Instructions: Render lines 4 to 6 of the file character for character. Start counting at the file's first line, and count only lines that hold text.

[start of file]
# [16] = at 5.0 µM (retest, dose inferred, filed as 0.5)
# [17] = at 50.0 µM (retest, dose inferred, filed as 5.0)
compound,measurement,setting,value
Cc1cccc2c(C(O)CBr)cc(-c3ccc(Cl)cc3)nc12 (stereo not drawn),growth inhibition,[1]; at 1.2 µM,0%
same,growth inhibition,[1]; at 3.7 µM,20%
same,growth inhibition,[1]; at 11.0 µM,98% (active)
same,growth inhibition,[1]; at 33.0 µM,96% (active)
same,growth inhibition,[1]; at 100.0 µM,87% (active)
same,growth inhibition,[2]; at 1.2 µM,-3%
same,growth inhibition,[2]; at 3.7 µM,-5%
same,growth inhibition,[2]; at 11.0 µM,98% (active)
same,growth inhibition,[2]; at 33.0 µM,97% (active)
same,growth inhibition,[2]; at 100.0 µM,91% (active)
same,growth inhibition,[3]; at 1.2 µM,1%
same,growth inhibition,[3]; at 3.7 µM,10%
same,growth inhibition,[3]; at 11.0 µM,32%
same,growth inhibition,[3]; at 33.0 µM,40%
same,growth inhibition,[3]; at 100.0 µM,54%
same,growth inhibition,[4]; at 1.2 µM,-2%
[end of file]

Cc1cccc2c(C(O)CBr)cc(-c3ccc(Cl)cc3)nc12 (stereo not drawn),growth inhibition,[1]; at 1.2 µM,0%
same,growth inhibition,[1]; at 3.7 µM,20%
same,growth inhibition,[1]; at 11.0 µM,98% (active)